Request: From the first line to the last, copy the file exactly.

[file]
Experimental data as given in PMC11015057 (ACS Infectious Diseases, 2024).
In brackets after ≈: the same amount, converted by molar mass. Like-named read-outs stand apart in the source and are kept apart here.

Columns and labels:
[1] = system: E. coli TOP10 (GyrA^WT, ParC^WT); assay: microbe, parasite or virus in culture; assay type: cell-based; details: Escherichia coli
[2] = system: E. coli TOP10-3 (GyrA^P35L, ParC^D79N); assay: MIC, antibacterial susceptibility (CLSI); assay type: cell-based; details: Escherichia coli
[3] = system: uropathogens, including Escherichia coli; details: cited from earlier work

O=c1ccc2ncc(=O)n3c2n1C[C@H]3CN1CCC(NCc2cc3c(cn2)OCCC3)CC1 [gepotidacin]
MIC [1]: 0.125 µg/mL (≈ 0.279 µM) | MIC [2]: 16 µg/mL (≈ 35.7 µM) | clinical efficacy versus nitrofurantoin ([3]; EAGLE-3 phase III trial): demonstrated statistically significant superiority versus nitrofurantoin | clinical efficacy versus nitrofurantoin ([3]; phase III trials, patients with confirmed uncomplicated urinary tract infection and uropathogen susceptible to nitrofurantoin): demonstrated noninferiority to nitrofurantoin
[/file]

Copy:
Experimental data as given in PMC11015057 (ACS Infectious Diseases, 2024).
In brackets after ≈: the same amount, converted by molar mass. Like-named read-outs stand apart in the source and are kept apart here.

Columns and labels:
[1] = system: E. coli TOP10 (GyrA^WT, ParC^WT); assay: microbe, parasite or virus in culture; assay type: cell-based; details: Escherichia coli
[2] = system: E. coli TOP10-3 (GyrA^P35L, ParC^D79N); assay: MIC, antibacterial susceptibility (CLSI); assay type: cell-based; details: Escherichia coli
[3] = system: uropathogens, including Escherichia coli; details: cited from earlier work

O=c1ccc2ncc(=O)n3c2n1C[C@H]3CN1CCC(NCc2cc3c(cn2)OCCC3)CC1 [gepotidacin]
MIC [1]: 0.125 µg/mL (≈ 0.279 µM) | MIC [2]: 16 µg/mL (≈ 35.7 µM) | clinical efficacy versus nitrofurantoin ([3]; EAGLE-3 phase III trial): demonstrated statistically significant superiority versus nitrofurantoin | clinical efficacy versus nitrofurantoin ([3]; phase III trials, patients with confirmed uncomplicated urinary tract infection and uropathogen susceptible to nitrofurantoin): demonstrated noninferiority to nitrofurantoin